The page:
Fred Kempe, CEO & President of The Atlantic Council, joined EVP of Geopolitical Strategy & Risk Michelle Giuda to discuss the future of U.S.-European relations in 2021 and beyond.
- On Big Tech as an area of friction or cooperation: “I think we really do have to think of competition in new ways. We don’t want companies to be monopolistic, but on the other hand, we do want our most innovative companies to be able to operate in each other’s spaces – Europe and the United States – in the most innovative manner possible for the good of all democratic countries. And so I think this is going to be one of the first big tests of the Biden administration.”
- On the role of NATO: “I think where you’re going to see change – and you’re already seeing this from NATO now during the Trump Administration – is Secretary General Jens Stoltenberg talked about NATO going… in a more political direction and a more global direction… Political means, yes we’re still going to be a military organization, but we really have to also create political unity, and if you look at the bylaws of NATO it really calls for that.”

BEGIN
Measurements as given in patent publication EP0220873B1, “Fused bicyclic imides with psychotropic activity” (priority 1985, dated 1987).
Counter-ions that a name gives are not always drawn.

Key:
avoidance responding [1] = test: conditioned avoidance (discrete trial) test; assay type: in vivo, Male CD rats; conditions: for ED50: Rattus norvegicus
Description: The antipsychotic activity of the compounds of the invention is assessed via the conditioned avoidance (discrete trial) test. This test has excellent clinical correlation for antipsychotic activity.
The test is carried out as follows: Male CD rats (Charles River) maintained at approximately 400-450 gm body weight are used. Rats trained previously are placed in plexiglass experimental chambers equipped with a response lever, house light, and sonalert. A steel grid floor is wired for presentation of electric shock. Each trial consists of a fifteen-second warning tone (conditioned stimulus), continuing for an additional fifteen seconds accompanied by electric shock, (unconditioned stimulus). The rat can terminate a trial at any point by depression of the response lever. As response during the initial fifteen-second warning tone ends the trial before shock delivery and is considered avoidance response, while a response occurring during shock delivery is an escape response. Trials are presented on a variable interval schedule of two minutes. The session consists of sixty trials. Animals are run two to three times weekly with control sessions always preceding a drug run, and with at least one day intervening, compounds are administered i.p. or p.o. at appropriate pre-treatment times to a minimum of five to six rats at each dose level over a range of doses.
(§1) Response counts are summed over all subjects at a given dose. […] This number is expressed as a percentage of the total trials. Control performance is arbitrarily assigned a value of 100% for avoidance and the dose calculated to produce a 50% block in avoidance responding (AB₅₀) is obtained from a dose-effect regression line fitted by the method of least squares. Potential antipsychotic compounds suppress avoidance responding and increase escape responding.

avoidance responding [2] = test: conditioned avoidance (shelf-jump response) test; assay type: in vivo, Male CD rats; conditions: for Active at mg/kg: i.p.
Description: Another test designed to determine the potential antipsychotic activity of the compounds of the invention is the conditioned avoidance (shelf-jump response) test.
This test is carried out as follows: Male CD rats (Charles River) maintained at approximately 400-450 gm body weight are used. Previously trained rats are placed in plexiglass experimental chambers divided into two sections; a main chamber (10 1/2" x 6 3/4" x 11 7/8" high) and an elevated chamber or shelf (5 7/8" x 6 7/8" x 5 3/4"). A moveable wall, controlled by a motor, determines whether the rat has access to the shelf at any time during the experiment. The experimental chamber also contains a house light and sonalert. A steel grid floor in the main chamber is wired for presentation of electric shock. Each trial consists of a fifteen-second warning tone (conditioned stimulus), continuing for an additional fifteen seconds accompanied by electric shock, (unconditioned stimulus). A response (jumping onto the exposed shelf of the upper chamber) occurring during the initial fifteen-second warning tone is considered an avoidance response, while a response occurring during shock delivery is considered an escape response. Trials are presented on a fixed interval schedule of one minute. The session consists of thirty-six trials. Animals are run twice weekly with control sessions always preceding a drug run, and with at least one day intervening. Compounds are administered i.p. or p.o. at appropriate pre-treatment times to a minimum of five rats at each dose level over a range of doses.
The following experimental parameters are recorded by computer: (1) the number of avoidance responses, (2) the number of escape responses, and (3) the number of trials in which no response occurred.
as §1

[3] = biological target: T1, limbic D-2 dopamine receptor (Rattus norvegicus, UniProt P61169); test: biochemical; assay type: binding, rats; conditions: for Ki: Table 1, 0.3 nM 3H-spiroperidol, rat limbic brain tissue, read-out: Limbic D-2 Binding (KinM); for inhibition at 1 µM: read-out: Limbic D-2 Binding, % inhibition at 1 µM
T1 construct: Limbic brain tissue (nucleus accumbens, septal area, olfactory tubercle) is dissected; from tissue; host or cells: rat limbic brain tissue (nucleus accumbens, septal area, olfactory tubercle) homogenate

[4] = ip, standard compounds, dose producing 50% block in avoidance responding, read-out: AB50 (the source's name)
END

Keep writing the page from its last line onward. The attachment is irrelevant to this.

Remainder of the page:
- On emerging political risks to business: “Hard to predict the risk that’s going forward. It could be deglobalization; it could be another pandemic; it could be political conflict of one side or another. I think the main thing you have to do is build resilience into the system so that you’re not trying to predict specific shocks, but you’re making your whole system resilient to whatever shocks may come along.”
Driven by the mission of “shaping the global future together,” the Atlantic Council is a nonpartisan organization that galvanizes US leadership and engagement in the world, in partnership with allies and partners, to shape solutions to global challenges.
Weber Shandwick’s Geopolitical Risk & Reputation Advisory counsels clients to protect and elevate their reputation and influence in the 21st century geopolitical arena.